Module 3: Interview Considerations

Summarising and clarifying

During the interview, it is often helpful to clarify points, in order to ensure that the information is accurate. For example: ‘When you say that you were suspended by your arms, in what position were they?’ Alternatively the individual can be asked to recreate the position, but it should be borne in mind that doing so could provoke uncomfortable feelings or other reactions in the individual.

At the end of each session, it generally helps to summarise the key points, to ensure that they are clear. This sometimes has the additional benefit of getting the individual to remember details that add to the narrative.

In medico-legal cases, it may be helpful to have an opportunity to meet with the individual again to review any questions or inconsistancies. This also provides an opportunity to follow up any clinical problems that may have been identified in the evaluation.

During the interview, it is often helpful to clarify points, in order to ensure that the information is accurate. For example: ‘When you say that you were suspended by your arms, in what position were they?’ Alternatively the individual can … Continue reading

Interview Content

Past Medical History

Obtain a complete medical history, including prior medical, surgical and/or psychiatric problems. Be sure to document any history of injuries before the period of detention and any possible after-effects. Knowledge of prior injuries may help to differentiate physical findings related to torture from those that are not.

Obtain a complete medical history, including prior medical, surgical and/or psychiatric problems. Be sure to document any history of injuries before the period of detention and any possible after-effects. Knowledge of prior injuries may help to differentiate physical findings related … Continue reading

Trust

Trust is an essential component of eliciting an accurate account of abuse. Earning the trust of someone who has experienced torture or other forms of abuse requires active listening, meticulous communication, courtesy and genuine empathy and honesty. Clinicians must have the capacity to create a climate of trust in which disclosure of crucial, though perhaps very painful or shameful, facts can occur. It is important to be aware that those facts are sometimes intimate secrets that the person may reveal at that moment for the first time.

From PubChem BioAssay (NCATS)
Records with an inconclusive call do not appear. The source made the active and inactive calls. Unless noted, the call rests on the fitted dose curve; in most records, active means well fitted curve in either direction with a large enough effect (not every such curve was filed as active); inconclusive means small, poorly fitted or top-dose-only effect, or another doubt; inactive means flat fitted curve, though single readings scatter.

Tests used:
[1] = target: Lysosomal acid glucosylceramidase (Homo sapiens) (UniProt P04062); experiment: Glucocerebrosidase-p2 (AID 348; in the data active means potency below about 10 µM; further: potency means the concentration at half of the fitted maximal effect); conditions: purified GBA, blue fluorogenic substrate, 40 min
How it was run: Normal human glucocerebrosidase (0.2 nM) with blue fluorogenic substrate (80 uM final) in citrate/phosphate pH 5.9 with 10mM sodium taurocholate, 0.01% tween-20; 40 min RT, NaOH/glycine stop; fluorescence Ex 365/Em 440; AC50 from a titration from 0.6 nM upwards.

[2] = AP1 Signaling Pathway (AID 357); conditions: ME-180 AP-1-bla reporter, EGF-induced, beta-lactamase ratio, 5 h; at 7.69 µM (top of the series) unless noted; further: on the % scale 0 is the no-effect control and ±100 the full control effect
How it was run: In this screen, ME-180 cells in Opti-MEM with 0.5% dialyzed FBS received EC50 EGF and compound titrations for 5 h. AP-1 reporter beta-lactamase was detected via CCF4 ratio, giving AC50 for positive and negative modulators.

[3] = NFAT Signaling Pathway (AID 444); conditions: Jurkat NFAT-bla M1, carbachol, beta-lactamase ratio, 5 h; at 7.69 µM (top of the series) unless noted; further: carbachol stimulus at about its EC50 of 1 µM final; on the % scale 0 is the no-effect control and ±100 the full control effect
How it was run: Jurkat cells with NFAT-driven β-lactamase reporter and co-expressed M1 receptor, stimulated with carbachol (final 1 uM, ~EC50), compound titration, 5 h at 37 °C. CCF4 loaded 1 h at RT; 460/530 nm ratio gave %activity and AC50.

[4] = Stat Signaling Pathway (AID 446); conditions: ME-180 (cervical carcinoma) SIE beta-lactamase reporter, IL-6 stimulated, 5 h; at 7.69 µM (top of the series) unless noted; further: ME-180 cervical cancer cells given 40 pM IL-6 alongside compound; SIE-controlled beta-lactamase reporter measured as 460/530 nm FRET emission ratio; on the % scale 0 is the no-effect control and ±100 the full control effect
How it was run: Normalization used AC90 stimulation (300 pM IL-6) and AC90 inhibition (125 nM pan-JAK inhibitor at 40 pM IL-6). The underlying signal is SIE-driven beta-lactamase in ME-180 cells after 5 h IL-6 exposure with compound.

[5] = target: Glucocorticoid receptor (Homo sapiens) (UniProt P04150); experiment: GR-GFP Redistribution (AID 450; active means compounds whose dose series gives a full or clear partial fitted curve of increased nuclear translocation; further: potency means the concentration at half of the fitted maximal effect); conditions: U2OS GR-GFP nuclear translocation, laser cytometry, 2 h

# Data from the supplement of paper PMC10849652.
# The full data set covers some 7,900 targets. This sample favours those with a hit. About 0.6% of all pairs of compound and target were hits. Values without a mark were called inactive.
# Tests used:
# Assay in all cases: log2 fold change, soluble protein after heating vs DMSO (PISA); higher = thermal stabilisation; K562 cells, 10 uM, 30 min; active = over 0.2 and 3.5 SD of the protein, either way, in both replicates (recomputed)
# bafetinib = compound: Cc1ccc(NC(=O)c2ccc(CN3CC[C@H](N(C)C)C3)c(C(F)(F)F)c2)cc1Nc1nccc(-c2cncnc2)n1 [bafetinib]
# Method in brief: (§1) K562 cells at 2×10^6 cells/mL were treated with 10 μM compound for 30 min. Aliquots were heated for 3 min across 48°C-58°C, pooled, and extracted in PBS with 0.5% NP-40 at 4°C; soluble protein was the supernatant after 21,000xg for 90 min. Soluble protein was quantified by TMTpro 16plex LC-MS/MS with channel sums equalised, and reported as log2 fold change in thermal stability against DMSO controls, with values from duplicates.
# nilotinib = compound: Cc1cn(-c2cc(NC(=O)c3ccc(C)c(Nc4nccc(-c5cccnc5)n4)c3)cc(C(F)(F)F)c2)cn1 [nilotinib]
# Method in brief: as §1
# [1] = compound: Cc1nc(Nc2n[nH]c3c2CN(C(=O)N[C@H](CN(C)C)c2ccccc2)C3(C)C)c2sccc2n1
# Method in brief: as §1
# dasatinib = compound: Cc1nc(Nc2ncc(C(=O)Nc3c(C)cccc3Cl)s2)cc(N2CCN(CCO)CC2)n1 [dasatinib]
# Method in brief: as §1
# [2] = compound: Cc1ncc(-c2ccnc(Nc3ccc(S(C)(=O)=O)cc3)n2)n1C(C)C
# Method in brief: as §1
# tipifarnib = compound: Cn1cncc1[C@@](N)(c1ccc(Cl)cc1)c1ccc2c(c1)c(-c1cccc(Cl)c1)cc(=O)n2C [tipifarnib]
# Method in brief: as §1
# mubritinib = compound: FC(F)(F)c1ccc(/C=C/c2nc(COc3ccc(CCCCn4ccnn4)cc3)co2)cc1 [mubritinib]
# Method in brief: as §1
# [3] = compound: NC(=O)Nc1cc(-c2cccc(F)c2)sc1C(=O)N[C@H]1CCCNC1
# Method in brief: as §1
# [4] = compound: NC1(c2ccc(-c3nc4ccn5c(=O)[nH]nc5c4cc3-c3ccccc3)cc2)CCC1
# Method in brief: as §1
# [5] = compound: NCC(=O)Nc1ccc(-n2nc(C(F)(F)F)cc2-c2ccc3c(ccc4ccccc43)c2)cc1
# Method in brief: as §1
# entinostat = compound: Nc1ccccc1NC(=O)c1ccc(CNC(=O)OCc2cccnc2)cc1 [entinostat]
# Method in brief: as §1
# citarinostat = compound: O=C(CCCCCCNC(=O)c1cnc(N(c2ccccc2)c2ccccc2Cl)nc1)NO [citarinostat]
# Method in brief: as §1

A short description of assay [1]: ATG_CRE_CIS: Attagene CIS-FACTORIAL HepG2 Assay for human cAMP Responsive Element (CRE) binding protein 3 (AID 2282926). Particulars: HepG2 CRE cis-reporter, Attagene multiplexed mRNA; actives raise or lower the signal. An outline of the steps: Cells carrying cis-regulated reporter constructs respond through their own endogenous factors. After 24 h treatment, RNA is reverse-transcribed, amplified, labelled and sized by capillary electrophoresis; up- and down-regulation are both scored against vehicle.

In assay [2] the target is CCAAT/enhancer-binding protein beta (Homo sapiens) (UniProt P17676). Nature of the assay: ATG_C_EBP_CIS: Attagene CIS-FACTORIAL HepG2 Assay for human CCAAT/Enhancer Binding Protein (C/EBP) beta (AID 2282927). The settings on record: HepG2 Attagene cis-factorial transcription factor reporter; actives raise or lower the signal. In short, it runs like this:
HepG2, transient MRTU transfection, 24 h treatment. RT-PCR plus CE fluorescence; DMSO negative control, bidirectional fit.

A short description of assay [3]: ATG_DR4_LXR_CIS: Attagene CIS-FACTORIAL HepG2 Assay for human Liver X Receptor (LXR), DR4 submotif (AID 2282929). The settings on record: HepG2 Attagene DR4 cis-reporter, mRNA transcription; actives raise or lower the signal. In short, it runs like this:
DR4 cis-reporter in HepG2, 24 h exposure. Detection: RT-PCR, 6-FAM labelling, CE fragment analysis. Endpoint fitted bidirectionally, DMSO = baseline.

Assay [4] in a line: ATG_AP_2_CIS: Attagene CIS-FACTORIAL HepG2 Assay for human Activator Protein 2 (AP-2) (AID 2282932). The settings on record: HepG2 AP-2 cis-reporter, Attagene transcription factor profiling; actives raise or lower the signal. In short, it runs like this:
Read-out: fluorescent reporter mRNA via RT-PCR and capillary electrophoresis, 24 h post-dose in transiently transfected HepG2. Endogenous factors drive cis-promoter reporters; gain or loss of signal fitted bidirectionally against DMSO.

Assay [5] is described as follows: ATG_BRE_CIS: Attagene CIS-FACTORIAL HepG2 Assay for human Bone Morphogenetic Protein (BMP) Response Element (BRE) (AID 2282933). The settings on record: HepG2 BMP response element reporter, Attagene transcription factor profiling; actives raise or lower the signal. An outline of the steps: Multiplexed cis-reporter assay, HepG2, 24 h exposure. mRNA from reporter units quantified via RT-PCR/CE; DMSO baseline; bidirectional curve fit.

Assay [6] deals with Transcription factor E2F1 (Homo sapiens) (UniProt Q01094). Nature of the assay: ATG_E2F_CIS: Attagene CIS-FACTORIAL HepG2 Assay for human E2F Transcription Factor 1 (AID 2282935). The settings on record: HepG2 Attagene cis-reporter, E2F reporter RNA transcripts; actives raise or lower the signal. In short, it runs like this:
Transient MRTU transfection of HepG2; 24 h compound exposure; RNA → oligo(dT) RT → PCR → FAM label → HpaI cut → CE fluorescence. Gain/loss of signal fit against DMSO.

Clinicians should explain what to expect in the evaluation. The clinician should also be mindful of the tone, phrasing and sequencing of questions (sensitive questions should be asked only after some degree of rapport has been developed) and should acknowledge the interviewee’s ability to take a break if needed or to choose not to respond to any question.

Trust is an essential component of eliciting an accurate account of abuse. Earning the trust of someone who has experienced torture or other forms of abuse requires active listening, meticulous communication, courtesy and genuine empathy and honesty. Clinicians must have … Continue reading

Informed Consent

Clinicians must ensure that informed consent is based on adequate disclosure and understanding of the potential benefits and adverse consequences of a medical evaluation and that consent is given voluntarily without coercion by others, particularly law enforcement or judicial authorities. The interviewee has the right to refuse the evaluation. In such circumstances, the clinician should document the reason for refusal of an evaluation. According to the Istanbul Protocol:

Medical experts involved in the investigation of torture or ill-treatment shall behave at all times in conformity with the highest ethical standards and, in particular, shall obtain informed consent before any examination is undertaken.

— (Istanbul Principle 6(a))

From the outset, the alleged victim should be informed of: the nature of the process, why his/her evidence is being sought, how the information given by the person would be used and possible consequences.

As stated in Module 2, Informed consent requires that the consenting individual:

  • Is mentally competent
  • Receives full disclosure of information, including risks, benefits, and clarification of the limits of confidentiality that may be imposed by State or judicial authorities.
  • Understands the information provided
  • Gives his/her consent voluntarily
  • Provides authorisation for his/her consent